Lewis Hamilton claimed a superb pole position for tomorrow's Hungarian Grand Prix

Lewis Hamilton has claimed his third pole position in a row, delivering a sensational qualifying performance to deny Sebastian Vettel the prime starting position for tomorrow’s Hungarian Grand Prix.

Vettel seemed to have put himself in an almost untouchable position after his first flying lap in the final phase of qualifying, with the German clocking a lap over eight-tenths better than his nearest competitor.

The rest of the pack tried to respond on their final efforts, with Romain Grosjean getting within three-hundredths of a second of the Red Bull Racing driver, before Hamilton pulled a storming lap out of the bag to topple Vettel by a scant 0.038 seconds, despite Vettel managing to improve on his own flying lap.

It was much a surprise to the rest of the field as it was to Hamilton himself, with the Englishman reacting incredulously to the news when he was told of the result.

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And while overtaking remains a supreme challenge around the tight and twisty Hungaroring, few expect that Hamilton will be able to maintain the pace of his closets rivals starting behind him in Sunday’s 70-lap race.

The main best poised to benefit from all of this is Grosjean, whose third-placed starting position gives him an all-important launch from the clean side of the grid that could prove crucial in getting him ahead of Vettel – never mind Hamilton – at the start. The impressive Frenchman shares the second row of the grid with Nico Rosberg in the second Mercedes entry.

Despite showing better pace in today’s preceding practice session, Ferrari simply wasn’t in the hunt for pole position. Fernando Alonso was the better of the pair with the sixth-fastest time – one spot behind Kimi Räikkönen in the other Lotus – with teammate Felipe Massa seventh-fastest.

Major set-up changes saw a rejuvinated Daniel Ricciardo get his Toro Rosso into the top-ten once again. The Australian posted a time good enough for eighth-fastest, continuing the impressive qualifying form that has made him a prime candidate to take over from Mark Webber at the senior Red Bull team next year.

Speaking of Webber, the elder Aussie could only manage tenth on the grid. The veteran was once again handed all of the bad luck that seems to hit the Red Bull Racing garage, this time being hampered with a KERS problem throughout qualifying. Despite the horsepower disadvantage, he still performed supremely well to get himself into the Q3 shootout.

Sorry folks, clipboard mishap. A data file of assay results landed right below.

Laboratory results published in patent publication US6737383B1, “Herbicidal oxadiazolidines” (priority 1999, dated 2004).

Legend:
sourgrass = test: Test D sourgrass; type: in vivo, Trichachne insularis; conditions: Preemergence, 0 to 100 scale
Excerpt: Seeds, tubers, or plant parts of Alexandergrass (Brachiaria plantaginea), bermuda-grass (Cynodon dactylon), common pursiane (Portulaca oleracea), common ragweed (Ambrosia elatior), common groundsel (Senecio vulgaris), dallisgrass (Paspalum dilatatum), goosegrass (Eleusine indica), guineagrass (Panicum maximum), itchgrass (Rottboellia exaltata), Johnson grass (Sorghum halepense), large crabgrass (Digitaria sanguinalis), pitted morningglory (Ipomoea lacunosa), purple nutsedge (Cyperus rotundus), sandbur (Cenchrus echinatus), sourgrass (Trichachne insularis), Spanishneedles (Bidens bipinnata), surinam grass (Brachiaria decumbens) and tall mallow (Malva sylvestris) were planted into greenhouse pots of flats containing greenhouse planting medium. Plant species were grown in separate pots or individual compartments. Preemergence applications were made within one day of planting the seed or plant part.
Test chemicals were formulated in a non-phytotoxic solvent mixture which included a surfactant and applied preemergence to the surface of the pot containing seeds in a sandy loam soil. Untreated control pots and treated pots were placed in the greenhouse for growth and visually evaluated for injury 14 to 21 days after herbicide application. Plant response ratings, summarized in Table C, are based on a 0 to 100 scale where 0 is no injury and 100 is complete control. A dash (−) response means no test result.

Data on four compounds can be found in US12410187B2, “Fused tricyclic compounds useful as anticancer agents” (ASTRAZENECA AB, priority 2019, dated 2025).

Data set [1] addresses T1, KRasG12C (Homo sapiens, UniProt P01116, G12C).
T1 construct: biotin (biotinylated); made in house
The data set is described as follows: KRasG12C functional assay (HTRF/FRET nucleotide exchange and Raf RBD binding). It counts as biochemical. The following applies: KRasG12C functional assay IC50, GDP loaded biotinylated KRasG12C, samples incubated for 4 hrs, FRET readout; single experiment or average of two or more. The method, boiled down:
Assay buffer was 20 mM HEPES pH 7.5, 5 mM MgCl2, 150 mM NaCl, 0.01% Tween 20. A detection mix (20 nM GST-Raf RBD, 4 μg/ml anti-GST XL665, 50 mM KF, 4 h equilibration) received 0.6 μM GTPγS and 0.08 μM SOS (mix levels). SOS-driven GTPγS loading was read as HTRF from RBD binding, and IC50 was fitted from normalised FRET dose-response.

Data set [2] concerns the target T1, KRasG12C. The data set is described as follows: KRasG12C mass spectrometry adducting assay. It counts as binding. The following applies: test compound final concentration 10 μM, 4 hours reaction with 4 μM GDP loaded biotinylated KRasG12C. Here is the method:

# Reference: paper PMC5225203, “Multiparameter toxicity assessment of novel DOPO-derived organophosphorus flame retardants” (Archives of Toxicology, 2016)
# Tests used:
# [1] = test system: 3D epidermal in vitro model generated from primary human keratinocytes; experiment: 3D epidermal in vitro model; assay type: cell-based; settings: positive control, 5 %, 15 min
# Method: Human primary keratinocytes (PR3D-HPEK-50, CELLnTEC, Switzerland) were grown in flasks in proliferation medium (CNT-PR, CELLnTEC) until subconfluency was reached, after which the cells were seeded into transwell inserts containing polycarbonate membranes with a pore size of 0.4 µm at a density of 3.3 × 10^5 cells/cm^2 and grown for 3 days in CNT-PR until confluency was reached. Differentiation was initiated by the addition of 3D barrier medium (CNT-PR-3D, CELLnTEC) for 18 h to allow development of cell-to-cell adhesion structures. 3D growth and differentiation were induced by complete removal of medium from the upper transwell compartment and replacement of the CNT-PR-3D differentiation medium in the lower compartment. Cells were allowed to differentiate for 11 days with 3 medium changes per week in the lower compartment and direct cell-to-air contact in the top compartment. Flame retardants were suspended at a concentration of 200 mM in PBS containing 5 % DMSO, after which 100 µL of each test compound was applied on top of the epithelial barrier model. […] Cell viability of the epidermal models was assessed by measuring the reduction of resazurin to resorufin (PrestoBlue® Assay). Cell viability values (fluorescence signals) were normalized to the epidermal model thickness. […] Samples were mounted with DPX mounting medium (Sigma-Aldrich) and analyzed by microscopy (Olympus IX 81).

A frustrated Webber was hit with a KERS issue and could only scrape into the top-tenWebber starts behind Sergio Pérez, who managed to get his hastily-repaired McLaren running and into Q3 with a late flying lap in Q2. It was a strong showing from the Mexican, who took the alternative route of posting his Q3 time on the harder of the two Pirelli compounds to give him some strategic flexibility over those starting ahead of him. Teammate Jenson Button narrowly missed out on a Q3 spot himself, falling short by a scant four-hundredths of a second in a closely-contested middle session.

Adrian Sutil was another to narrowly miss out on a Q3 berth in his 100th Grand Prix. The German starts from eleventh place for Sunday’s race, while Force India teammate Paul di Resta struggled with an ill-handling car and fell at the first hurdle.

Sauber rookie Esteban Gutiérrez once again failed to make it out of Q1 as he continued his unimpressive rookie season. At least he managed to outqualify the Caterham/Marussia quartet – he didn’t look like he was even going to manage that for much of Q1 – and ultimately missed out on a Q2 slot by just a tenth of a second.

Of that final four, it was Charles Pic who again beat his rivals to nineteenth place on the grid, edging out teammate Giedo van der Garde. The two Marussias of Jules Bianchi and Max Chilton completed the final row of the grid.

2013 Hungarian Formula 1 Grand Prix – Qualifying Session Times:

Driver Team Time Gap
1. Lewis Hamilton GBR Mercedes AMG Petronas F1W04 1:19.388  
2. Sebastian Vettel DEU Red Bull Racing Renault RB9 1:19.426 + 0.038
3. Romain Grosjean FRA Lotus F1 Renault E21 1:19.595 + 0.207
4. Nico Rosberg DEU Mercedes AMG Petronas F1W04 1:19.720 + 0.332
5. Kimi Räikkönen FIN Lotus F1 Renault E21 1:19.851 + 0.463
6. Fernando Alonso ESP Scuderia Ferrari F138 1:19.791 + 0.403
7. Felipe Massa BRA Scuderia Ferrari F138 1:19.929 + 0.541
8. Daniel Ricciardo AUS Scuderia Toro Rosso Ferrari STR8 1:20.641 + 1.253
9. Sergio Pérez MEX McLaren Mercedes MP4-28 1:22.398 + 3.010
10. Mark Webber AUS Red Bull Racing Renault RB9 no time  
Q3 Cut-Off – 1:20.545   Time Gap*
11. Adrian Sutil DEU Force India Mercedes VJM06 1:20.569 + 0.791
12. Nico Hülkenberg DEU Sauber Ferrari C32 1:20.580 + 0.802
13. Jenson Button GBR McLaren Mercedes MP4-28 1:20.777 + 0.999
14. Jean-Éric Vergne FRA Scuderia Toro Rosso Ferrari STR8 1:21.039 + 1.251
15. Pastor Maldonado VEN Williams Renault FW35 1:21.133 + 1.355
16. Valtteri Bottas FIN Williams Renault FW35 1:21.219 + 1.411
Q2 Cut-Off – 1:21.612   Time Gap**
17. Esteban Gutiérrez MEX Sauber Ferrari C32 1:21.724 + 1.374
18. Paul di Resta GBR Force India Mercedes VJM06 1:22.043 + 1.693
19. Charles Pic FRA Caterham Renault CT03 1:23.007 + 2.657
21. Giedo van der Garde NED Caterham Renault CT03 1:23.333 + 2.983
20. Jules Bianchi FRA Marussia Racing Cosworth MR02 1:23.787 + 3.437
22. Max Chilton GBR Marussia Racing Cosworth MR02 1:23.997 + 3.647

* Gap to fastest Q2 time of 1:19.778 by Nico Rosberg
** Gap to fastest Q1 time of 1:20.350 by Nico Rosberg

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Richard Bailey

Founder & Chief Editor at MotorsportM8
Hasn't missed a Grand Prix since 1989. Has a soft spot for Minardi. Tattooed with 35+ Grand Prix circuits.